Hopefully you read Part A of this little blog series. In that post I talked about some statistics concerning finances and stress on individuals and on marriage. According to an article on CNBC.com one of the main sources of stress in a marriage is money. The second source are personal annoyances of each other. The article goes on to say that 1 in 5 people in a marriage have hidden a purchase of $500 or more from their spouse! This is the statistic that drove me up a wall! I mean, if my husband purchased something for $500 and didn’t tell me? Phew, I don’t even want to imagine that fight! One minor thing my husband and I do, is that we often do not purchase anything for ourselves or the other that is over $50 without first talking about it. We made that commitment to each other and it has been working so far! For some of you, maybe that little tip is all you really need to hear, so take it and go with it! But please keep reading!
Between my husband and I, I am the one that keeps track and handles the finances. Mostly, because I am super picky and anal about how to keep track of finances, so my husband just lets me do it :). But! I do keep my husband in the loop, as much as possible. If I am pulling up the budget and he’s around, I make sure that he is right there with me, so he knows exactly what’s going on. This is where so many couples struggle, and where fights usually occur. As I said before, money is one of the top reasons why couples argue. So, rather than holding in all those frustrations and waiting to blow up, why not just talk about expenses and money before the fight even occurs? Anyone who has gone to pre-marital counseling knows that basically, the number one rule is to COMMUNICATE! Communication is key, and it will save on so many fights and struggles down the road. Communication, even just about money, will also help to strengthen the bond between you and your significant other.
I am always trying to communicate with my husband about our monthly finances. I tell him what my paychecks are, and how we are looking for the month. I tell him the months we may need to tighten things a bit, and the months when we can splurge a little more (My paychecks vary from month to month, because I work multiple part-time jobs). Since we began keeping better track of our finances and communicating through the times when we have plenty and when we have little, we really do not argue over finances at all! I think back, about all the fights we’ve had, and none of them have been focused around money. Even when we lost our jobs, or have had to cut down our spending on some tight months, we never fought about money. Trust me, we do argue about quite a lot of other things, but finances isn’t one of them.
So first, if you are a couple, then talk to your significant other about who will primarily keep track of the finances and where. (If your single, then simply do these steps for yourself! It’s easier for you, because you don’t have to communicate with anyone!) I do not suggest both making changes and keeping track of the budget, because that could cause for a lot of error, double documenting, or missed documenting! So, I would suggest that one person be the primary recorder.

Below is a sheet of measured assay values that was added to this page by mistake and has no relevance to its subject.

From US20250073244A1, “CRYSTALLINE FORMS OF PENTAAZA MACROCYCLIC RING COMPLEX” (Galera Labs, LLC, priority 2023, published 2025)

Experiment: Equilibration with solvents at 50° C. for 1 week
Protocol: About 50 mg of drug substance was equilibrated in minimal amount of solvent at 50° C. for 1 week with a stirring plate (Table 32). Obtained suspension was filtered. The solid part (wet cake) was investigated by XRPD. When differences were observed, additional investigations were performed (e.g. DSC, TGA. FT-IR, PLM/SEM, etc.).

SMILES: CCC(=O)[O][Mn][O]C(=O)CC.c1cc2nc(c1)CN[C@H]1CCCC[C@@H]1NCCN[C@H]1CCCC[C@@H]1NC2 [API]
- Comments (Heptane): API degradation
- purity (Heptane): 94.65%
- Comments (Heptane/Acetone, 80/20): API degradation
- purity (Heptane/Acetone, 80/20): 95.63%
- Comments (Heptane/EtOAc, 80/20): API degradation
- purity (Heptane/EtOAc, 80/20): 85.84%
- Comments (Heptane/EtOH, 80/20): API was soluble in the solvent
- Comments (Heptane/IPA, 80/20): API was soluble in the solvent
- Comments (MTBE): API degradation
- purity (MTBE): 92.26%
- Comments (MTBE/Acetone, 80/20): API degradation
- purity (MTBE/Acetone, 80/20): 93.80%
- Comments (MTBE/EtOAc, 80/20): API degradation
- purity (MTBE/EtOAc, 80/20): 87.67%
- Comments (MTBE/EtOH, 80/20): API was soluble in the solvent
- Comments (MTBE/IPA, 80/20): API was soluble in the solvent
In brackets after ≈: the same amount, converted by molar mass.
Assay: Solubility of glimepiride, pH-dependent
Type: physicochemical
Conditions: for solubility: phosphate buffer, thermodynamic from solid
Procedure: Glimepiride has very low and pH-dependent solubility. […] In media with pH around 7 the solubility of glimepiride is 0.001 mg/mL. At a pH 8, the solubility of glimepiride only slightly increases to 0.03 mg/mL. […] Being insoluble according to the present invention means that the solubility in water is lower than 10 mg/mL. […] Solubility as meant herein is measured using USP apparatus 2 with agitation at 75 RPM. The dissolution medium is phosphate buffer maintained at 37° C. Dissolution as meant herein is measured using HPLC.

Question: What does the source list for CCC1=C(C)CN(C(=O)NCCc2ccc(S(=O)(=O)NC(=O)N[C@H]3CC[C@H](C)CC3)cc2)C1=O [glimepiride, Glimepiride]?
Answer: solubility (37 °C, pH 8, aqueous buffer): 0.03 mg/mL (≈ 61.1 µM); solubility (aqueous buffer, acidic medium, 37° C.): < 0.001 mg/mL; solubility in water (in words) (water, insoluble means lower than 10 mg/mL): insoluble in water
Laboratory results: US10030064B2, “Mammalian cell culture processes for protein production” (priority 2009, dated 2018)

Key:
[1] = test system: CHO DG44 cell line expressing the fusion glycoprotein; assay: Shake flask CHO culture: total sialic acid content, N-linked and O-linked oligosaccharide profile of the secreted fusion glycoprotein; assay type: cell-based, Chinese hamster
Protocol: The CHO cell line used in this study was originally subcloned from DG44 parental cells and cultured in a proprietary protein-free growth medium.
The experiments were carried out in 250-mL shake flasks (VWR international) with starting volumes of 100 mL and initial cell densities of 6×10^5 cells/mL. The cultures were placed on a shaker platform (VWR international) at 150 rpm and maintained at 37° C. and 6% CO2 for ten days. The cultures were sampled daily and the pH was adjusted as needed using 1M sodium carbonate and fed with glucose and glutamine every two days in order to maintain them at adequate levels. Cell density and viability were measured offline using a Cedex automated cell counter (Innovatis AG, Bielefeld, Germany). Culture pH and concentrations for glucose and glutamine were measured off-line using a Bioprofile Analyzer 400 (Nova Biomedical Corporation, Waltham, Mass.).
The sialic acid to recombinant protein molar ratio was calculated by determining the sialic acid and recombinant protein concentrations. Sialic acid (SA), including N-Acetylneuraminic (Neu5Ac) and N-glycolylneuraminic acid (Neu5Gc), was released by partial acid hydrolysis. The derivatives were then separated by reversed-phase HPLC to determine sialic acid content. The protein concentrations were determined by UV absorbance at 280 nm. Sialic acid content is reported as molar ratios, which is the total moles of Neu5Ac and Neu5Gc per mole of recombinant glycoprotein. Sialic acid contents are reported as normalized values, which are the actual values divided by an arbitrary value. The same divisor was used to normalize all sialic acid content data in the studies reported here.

Another area that is important to consider is whether you or your spouse are savers or spenders. This definitely needs to be communicated, and if one or both of you are spenders, then a lot of communication and support needs to occur in order to stay within your budget! Both my husband and I can be spenders, so one thing that helped us, is we allotted ourselves our own little allowance each month. When we were both working full-time, we were able to allot ourselves $100 each, each month. That was a nice little way to get your shopping fix, without breaking your budget. However, since we have lost our jobs and my husband’s income is our primary income, we have not been able to allot ourselves an individual spending budget. We communicated the issue, and if either of us need or want anything specific, we just talk about! We try to make it work, or if it doesn’t then we move on and just try to keep the communication going. So, if you choose to allot a personal budget, just make sure it’s an amount that will work with your budget!
After you have determined those, you should next have a conversation with your significant other about your goals with keeping track of your budget. Is your goal to pay off debt, start a savings, grow your retirement, or all of the above? Whatever it is, make sure you both are on the same page (especially when it comes to paying off debt). Next, determine how you want to keep track of your finances. This is fully dependent on your individuality and your lifestyle. For my husband and I, we have created a Google Document. We can access it on our phones, our computer, and even when we travel. So for us, this is the most convenient way. My sister on the other hand, has recently gotten into bullet journaling. So, she prefers to keep a hand-written record, in her bullet journal or in a finance tracker or journal of some sort. Whatever you choose, is completely up to you! Just make sure it is something you can easily access, and will be sure to access consistently!
So there you go! My husband and I are not perfect, we fight and we make mistakes. We are with you in the struggle of trying to get out of debt. These posts just offer some insight into how we are trying to battle the debt struggle. Hopefully it gave you some tips and ideas as well! Please comment below some budgeting tips you may have and that work in your relationship. If you have any other questions, or even just want to talk, then please feel free to shoot me an email! Thank you for reading!